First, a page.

Don’t write off Russia’s efforts to ascend the global rankings

Russia may still have no universities in the world’s top 100, but its 5-100 Project has made progress, says Philip Altbach

January 19, 2021
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Many critics of Russia’s 5-100 Project have declared it a failure since it has not fulfilled its defining aim of catapulting five Russian universities into the top 100 of the global university rankings. But as the Russian government discusses a new initiative to succeed the seven-year $2.3 billion (£1.7 billion) programme, it is worth pointing out that the excellence initiative has done much to meet its primary goals of encouraging internationalisation at the 21 selected universities and of transforming several of the top ones into globally competitive research institutions.

It is also worth bearing in mind that Russia’s complex history continues to haunt the current reality of its vast 724-institution-strong higher education system. During the Soviet period, higher education was harnessed for the needs of the state. Most of the multidisciplinary research universities were divided into smaller teaching-focused institutions serving specific industries and ministries in line with the country’s economic planning, while research was largely confined to separate institutes, managed by the Soviet Academy of Sciences.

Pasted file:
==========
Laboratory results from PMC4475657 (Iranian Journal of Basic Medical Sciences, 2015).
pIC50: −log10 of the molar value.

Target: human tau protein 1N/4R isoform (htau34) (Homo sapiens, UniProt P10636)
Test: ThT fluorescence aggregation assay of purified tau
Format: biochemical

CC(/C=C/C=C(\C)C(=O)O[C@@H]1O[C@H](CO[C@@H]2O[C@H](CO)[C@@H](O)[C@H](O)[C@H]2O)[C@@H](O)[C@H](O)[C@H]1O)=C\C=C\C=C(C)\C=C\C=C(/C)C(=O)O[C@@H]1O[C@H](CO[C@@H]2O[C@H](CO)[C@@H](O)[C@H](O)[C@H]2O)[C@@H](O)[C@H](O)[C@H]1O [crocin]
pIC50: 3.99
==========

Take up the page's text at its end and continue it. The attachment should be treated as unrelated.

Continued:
Unsurprisingly, the system became highly bureaucratic, and academic links to the rest of the world largely evaporated. Despite that, several universities and research institutes, especially in physics and mathematics, remained world-class, and there were significant accomplishments in fields related to the technical and military spheres.

Amid the post-Soviet economic and political chaos, however, universities and institutes lost much of their government funding. With few exceptions, standards collapsed, corruption flourished, infrastructure deteriorated and many academics and students took the novel opportunity to emigrate.